Finally, these campaigns frequently involve people who are directly impacted by incarceration and bring in additional sectors or groups of people such as health providers and faith-based groups.  These actions allow us to push for bigger changes when some people are released and build the capacity of individuals and institutions to fight.


In conclusion, both the invest-divest framework and the calls to release people from carceral facilities including detention centers contain the possibility of abolitionist reforms.  They expose the limits of reforming existing policing and carceral institutions and the need to instead fundamentally change or eliminate them.  They reduce rather than strengthen the scale and scope of policing and imprisonment, and they connect the fight for better living conditions to more transformative political possibilities.

[1].       New York Governor Andrew Cuomo issued several executive orders pausing evictions.  See Caroline Spivack, These Are the Protections New Yorkers Have From Eviction, Curbed N.Y. (Aug. 14, 2020), https://ny.curbed.com/2020/3/26/21192343/coronavirus-new-york-eviction-moratorium-covid-19 [https://perma.cc/2A3R-8AAZ].  In San Francisco, Mayor London Breed ordered an eviction moratorium for nonpayment of rent because of the pandemic.  See Bay City News, San Francisco Mayor Declares Moratorium on Coronavirus-Related Evictions, NBC Bay Area (Mar. 13, 2020), https://www.nbcbayarea.com/news/local/san-francisco/san-francisco-mayor-declares-moratorium-on-coronavirus-related-evictions/2254382 [https://perma.cc/2F6D-YMYH].

[2].       Los Angeles County’s eviction moratorium was extended through September 30, 2020.  See About L.A. County’s Temporary Eviction Moratorium and Rent Freeze, L.A. Cnty. Consumer & bus. affs., https://dcba.lacounty.gov/noevictions/?fbclid=IwAR3jsXd5ZohqpferxCid58cy2cx-k2py1gVjxmP5U60WHBKU5LEF19G3iMw [https://perma.cc/54Q6-CG5W] (last visited Aug. 11, 2020).

[3].       On March 31, 2020 California granted early release to 3500 people in prisons, Paige St. John, California to Release 3,500 Inmates Early as Coronavirus Spreads Inside Prisons, L.A. Times (Mar. 31, 2020), https://www.latimes.com/california/story/2020-03-31/coronavirus-california-release-3500-inmates-prisons [https://perma.cc/6HBG-GDQN], followed by an additional order on July 10th to release 8000 people to help curb the spread of COVID-19 inside state prisons.  Press Release, Cal. Dep’t of Corrections & Rehab., CDCR Announces Additional Actions to Reduce Population and Maximize Space Systemwide to Address COVID 19 (July 10, 2020), https://www.cdcr.ca.gov/news/2020/07/10/cdcr-announces-additional-actions-to-reduce-population-and-maximize-space-systemwide-to-address-covid-19 [https://perma.cc/93W6-YM2S].  Illinois Governor JB Pritzker issued Executive Order 2020-13, ordering “[a]ll admissions to the Illinois Department of Corrections from all Illinois county jails [be] suspended.”  Ill. Exec. Order No. 2020-13 (Mar. 26, 2020), https://www2.illinois.gov/Pages/Executive-Orders/ExecutiveOrder2020–13.aspx [https://perma.cc/2B23-D8UW].  The suspension expired on July 26.  Ill. Exec. Order No. 2020-50 (July 27, 2020),  https://www2.illinois.gov/Pages/Executive-Orders/ExecutiveOrder2020-50.aspx [https://perma.cc/Y4VR-3ZKQ].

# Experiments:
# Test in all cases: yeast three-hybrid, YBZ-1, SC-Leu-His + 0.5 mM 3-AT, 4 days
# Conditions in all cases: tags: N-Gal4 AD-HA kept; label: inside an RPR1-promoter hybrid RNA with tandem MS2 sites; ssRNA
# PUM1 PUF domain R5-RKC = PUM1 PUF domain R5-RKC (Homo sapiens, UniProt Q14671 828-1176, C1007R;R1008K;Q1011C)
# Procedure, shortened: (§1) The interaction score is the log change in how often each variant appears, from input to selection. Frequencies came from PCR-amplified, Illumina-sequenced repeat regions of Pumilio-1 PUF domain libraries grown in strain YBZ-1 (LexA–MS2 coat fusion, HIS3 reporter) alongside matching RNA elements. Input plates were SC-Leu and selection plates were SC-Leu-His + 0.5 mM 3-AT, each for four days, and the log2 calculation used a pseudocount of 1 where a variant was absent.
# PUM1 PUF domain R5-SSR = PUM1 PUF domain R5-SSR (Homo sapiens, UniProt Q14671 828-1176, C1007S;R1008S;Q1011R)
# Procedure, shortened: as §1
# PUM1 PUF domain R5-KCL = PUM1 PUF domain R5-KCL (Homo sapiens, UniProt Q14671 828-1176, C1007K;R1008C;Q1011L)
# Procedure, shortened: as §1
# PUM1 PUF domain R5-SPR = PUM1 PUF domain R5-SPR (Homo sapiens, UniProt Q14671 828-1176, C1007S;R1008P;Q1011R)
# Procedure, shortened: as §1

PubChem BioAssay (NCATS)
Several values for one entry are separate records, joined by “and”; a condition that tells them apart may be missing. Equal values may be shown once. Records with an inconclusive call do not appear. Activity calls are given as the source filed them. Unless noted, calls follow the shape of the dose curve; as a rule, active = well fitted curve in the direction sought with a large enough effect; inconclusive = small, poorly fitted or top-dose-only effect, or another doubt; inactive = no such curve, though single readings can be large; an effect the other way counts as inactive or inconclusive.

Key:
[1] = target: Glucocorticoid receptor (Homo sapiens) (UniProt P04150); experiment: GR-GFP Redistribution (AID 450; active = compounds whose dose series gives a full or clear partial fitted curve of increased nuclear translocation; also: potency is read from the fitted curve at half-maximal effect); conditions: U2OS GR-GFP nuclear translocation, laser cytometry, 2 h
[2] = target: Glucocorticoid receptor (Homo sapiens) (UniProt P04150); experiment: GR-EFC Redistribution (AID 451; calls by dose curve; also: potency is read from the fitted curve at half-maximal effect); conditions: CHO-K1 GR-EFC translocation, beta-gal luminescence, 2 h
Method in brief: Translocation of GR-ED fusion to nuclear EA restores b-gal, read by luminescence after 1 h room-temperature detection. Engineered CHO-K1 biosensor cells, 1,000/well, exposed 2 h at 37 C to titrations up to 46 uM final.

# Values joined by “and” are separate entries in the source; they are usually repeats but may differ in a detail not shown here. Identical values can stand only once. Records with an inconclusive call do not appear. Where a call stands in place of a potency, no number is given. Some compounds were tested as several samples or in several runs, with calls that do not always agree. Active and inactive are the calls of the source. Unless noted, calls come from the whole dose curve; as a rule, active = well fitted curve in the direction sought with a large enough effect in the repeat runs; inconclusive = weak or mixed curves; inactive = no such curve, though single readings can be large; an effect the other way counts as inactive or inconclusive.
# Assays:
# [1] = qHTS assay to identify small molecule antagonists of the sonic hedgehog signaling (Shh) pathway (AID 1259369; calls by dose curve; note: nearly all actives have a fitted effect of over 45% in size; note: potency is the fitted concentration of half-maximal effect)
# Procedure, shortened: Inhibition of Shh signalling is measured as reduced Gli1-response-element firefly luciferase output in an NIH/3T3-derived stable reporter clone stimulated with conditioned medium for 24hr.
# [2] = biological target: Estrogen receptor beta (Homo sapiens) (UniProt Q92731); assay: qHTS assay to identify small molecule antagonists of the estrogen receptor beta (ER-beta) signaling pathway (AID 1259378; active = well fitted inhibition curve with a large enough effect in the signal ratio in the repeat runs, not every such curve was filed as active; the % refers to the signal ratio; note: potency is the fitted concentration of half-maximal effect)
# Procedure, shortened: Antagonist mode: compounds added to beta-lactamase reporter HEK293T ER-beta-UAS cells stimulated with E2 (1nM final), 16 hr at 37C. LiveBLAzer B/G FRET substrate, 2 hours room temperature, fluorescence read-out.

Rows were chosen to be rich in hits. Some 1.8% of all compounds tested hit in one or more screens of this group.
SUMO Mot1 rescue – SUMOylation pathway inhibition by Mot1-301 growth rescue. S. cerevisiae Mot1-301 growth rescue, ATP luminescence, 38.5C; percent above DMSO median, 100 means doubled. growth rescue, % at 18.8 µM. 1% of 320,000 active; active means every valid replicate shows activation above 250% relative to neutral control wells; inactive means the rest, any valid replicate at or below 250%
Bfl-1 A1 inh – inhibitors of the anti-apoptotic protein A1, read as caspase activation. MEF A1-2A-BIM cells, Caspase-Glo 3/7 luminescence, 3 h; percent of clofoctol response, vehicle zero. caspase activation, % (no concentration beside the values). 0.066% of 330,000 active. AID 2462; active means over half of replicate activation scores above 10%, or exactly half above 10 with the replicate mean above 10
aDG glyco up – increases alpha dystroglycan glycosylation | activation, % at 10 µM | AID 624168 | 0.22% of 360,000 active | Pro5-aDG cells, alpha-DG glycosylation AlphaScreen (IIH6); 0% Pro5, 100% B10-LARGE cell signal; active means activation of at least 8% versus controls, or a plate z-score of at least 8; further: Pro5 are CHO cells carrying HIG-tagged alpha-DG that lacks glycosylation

[4].       Los Angeles County reduced the number of people in jail by 5000 because of COVID-19 concerns.  See Charlotte Scott, LA County Jail Population Reduced by 5,000 Since Outbreak, Spectrum News (Apr. 30, 2020), https://spectrumnews1.com/ca/la-west/inside-the-issues/2020/04/30/l-a-county-jail-population-reduced-by-5-000-since-beginning-of-coronavirus-outbreak [https://perma.cc/2LKX-STM7].  The Vera Institute of Justice maintains a comprehensive list of jail populations and their reductions.  See Criminal Justice Responses to the Coronavirus Pandemic, Vera Inst. for Just., https://www.vera.org/projects/covid-19-criminal-justice-responses/covid-19-data [https://perma.cc/7F4Z-RHVV] (last visited July 6, 2020).

[5].       Marta Harnecker, Rebuilding the Left 131 (2007) (emphasis omitted).

[6].       Darryl Robertson, The Black Panther Party and the Free Breakfast for Children Program, Black Persps. (Feb. 26, 2016), https://www.aaihs.org/the-black-panther-party/ [https://perma.cc/ W9ZH-DCCK].

[7].       Harnecker, supra note 5, at 177.

<[8].       See Kalyn Belsha, Chicago, Where the Teachers Unions’ Demands Extend Far Past Salary, Is the Latest Front for ‘Common Good’ Bargaining, Chalkbeat (Oct. 8, 2019), https://www.chalkbeat.org/2019/10/8/21109097/chicago-where-the-teachers-union-s-demands-extend-far-past-salary-is-the-latest-front-for-common-goo [https://perma.cc/3KJJ-K4TQ].

[9].       The California Resilience Fund provides $75 million from the state to support undocumented Californians impacted by COVID-19.  See Press Release, Off. of Governor Gavin Newsom, Governor Newsom Announces New Initiatives to Support California Workers Impacted by COVID-19 (Apr. 15, 2020), https://www.gov.ca.gov/2020/04/15/governor-newsom-announces-new-initiatives-to-support-california-workers-impacted-by-covid-19 [https://perma.cc/G2M4-8S3A].  For more examples, see the Center for Popular Democracy and Local Progress’s list of immigrant-inclusive state and local COVID-19 response funds.  Ctr. for Popular Democracy & Loc. Progress, State and Local COVID-19 Response Funds That Provide Cash to Residents (2020), https://localprogress.org/wp-content/uploads/2020/04/State-and-Local-Covid-Response-Funds-4.17.20.pdf [https://perma.cc/PM27-7GQN].